The Kitchn blog recently posted an article that pairs different kitchen styles to the different Myers-Briggs typologies. For those of you who don't know about the Myers-Briggs test, it is a 4 letter code that tells you what your personality is based on a series of questions. Questions range from whether you feel emotionally involved when watching soap operas to gauging if you find yourself contemplating life's complexity.
According to the test that I took, I'm an ENTJ - Extrovert over an introvert, Intuition over sensing, Thinking over feeling, Judging over perceiving. Depending on the day and period I'm at in my life, I'm sometimes a ENFJ (feeling trumps thinking). But today, I definitely feel like an ENTJ.
I don't tend to take these personality tests too seriously, but some elements of the Myers-Briggs does make sense and shed light on some of my habits and reactions. The ENTJ description could explain why I get bored easily if I don't have a thousand things going on, and why I like to throw in some competitiveness into my hobbies (like yoga and skiing).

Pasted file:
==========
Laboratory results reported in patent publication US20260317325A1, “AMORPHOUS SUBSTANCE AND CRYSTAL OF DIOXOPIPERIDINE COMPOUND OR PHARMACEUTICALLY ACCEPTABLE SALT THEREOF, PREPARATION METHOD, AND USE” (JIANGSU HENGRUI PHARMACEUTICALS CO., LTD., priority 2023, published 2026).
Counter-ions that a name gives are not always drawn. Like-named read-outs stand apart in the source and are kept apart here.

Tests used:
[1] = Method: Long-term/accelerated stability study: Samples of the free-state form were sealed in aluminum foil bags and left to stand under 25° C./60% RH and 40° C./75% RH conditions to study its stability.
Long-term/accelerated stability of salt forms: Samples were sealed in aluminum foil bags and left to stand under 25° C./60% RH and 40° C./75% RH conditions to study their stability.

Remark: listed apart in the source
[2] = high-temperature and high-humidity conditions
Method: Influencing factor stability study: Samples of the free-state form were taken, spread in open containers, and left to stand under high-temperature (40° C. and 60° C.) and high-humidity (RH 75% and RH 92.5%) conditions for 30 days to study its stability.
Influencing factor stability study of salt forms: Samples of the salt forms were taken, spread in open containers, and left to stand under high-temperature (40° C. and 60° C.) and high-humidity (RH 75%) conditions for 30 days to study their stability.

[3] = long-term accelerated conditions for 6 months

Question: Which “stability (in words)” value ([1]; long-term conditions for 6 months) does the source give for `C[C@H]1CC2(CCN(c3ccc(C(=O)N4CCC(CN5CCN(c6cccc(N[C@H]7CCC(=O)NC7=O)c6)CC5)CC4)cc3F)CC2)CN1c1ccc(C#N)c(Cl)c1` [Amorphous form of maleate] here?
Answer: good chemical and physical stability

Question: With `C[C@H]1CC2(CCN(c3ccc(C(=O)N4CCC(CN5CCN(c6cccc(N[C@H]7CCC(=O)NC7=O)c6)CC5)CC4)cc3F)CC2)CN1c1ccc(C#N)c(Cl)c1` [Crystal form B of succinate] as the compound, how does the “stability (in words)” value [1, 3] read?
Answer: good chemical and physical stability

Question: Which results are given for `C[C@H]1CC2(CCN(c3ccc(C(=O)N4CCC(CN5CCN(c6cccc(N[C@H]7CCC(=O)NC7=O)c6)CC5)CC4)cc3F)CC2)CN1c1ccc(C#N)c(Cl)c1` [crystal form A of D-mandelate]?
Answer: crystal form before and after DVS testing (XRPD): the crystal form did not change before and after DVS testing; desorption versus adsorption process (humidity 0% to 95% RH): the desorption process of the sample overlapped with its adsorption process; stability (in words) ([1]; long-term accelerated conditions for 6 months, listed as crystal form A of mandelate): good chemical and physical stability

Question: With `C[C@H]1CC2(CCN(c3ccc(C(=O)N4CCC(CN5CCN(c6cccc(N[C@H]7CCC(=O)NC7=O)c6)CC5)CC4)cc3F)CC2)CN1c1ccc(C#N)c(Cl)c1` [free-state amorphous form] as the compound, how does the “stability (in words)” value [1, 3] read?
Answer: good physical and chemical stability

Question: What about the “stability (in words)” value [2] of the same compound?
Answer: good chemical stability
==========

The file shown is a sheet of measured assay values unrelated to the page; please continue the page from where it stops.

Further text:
The Kitchn is now taking my personality analysis to the next level. To the Kitchen, an ENTJ is called the Commander personality type and the editor took a stab at what my kitchen style is... and it was surprisingly accurate. Here's what they have to say:
"Your kitchen style is Sophisticated Industrial. Sometimes it takes a hard edge to really push things through. You appreciate strong industrial-style elements — cage pendant lights, metal stools — but you're not interested in roughing it. Traditional cabinets (painted black) keep the look sophisticated, and only slightly intimidating — just how you like it."
The scary part is that I do have metal stools paired with traditional cabinets. And I really don't like the distressed 'industrial' look in my home.
Check out the image that the Kitchn says represents my personality's style to the right >>
Was this more of a lucky guess than a scientific analysis? Help me figure it out. Take the Myers-Briggs test (link here) and then check out the Kitchn (article link here) to see if their analysis works for you.